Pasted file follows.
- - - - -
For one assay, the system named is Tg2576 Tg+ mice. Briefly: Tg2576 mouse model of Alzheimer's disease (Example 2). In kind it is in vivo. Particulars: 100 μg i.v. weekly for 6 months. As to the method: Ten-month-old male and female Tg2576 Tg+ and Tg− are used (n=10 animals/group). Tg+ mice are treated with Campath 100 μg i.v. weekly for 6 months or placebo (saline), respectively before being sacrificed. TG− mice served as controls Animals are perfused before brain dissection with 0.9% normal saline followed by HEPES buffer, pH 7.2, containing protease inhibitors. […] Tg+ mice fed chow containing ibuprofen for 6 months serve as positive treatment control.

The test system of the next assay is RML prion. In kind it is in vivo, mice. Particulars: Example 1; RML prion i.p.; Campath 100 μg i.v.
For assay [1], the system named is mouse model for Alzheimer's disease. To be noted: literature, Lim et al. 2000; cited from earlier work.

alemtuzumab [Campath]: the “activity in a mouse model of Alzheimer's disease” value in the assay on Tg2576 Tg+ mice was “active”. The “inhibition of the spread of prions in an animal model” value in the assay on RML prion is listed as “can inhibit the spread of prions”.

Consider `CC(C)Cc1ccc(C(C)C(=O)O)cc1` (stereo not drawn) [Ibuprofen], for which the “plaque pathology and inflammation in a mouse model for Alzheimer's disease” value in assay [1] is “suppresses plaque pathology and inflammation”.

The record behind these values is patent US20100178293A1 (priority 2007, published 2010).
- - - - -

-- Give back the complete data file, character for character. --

For one assay, the system named is Tg2576 Tg+ mice. Briefly: Tg2576 mouse model of Alzheimer's disease (Example 2). In kind it is in vivo. Particulars: 100 μg i.v. weekly for 6 months. As to the method: Ten-month-old male and female Tg2576 Tg+ and Tg− are used (n=10 animals/group). Tg+ mice are treated with Campath 100 μg i.v. weekly for 6 months or placebo (saline), respectively before being sacrificed. TG− mice served as controls Animals are perfused before brain dissection with 0.9% normal saline followed by HEPES buffer, pH 7.2, containing protease inhibitors. […] Tg+ mice fed chow containing ibuprofen for 6 months serve as positive treatment control.

The test system of the next assay is RML prion. In kind it is in vivo, mice. Particulars: Example 1; RML prion i.p.; Campath 100 μg i.v.
For assay [1], the system named is mouse model for Alzheimer's disease. To be noted: literature, Lim et al. 2000; cited from earlier work.

alemtuzumab [Campath]: the “activity in a mouse model of Alzheimer's disease” value in the assay on Tg2576 Tg+ mice was “active”. The “inhibition of the spread of prions in an animal model” value in the assay on RML prion is listed as “can inhibit the spread of prions”.

Consider `CC(C)Cc1ccc(C(C)C(=O)O)cc1` (stereo not drawn) [Ibuprofen], for which the “plaque pathology and inflammation in a mouse model for Alzheimer's disease” value in assay [1] is “suppresses plaque pathology and inflammation”.

The record behind these values is patent US20100178293A1 (priority 2007, published 2010).